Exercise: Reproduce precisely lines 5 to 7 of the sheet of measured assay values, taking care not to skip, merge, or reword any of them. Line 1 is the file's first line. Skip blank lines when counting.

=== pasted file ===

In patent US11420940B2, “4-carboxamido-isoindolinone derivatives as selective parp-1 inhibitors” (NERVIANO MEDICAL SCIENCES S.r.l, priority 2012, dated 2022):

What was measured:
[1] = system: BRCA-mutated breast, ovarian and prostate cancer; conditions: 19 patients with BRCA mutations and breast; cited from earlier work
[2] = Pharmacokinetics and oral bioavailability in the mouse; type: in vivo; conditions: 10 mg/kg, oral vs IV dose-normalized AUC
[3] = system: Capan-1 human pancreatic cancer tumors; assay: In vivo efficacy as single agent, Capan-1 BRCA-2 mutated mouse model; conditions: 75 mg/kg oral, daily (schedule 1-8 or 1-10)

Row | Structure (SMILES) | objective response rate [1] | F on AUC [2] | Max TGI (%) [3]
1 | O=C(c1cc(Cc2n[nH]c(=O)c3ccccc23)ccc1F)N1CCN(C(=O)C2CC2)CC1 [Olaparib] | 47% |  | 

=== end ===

[3] = system: Capan-1 human pancreatic cancer tumors; assay: In vivo efficacy as single agent, Capan-1 BRCA-2 mutated mouse model; conditions: 75 mg/kg oral, daily (schedule 1-8 or 1-10)

Row | Structure (SMILES) | objective response rate [1] | F on AUC [2] | Max TGI (%) [3]
1 | O=C(c1cc(Cc2n[nH]c(=O)c3ccccc23)ccc1F)N1CCN(C(=O)C2CC2)CC1 [Olaparib] | 47% |  | 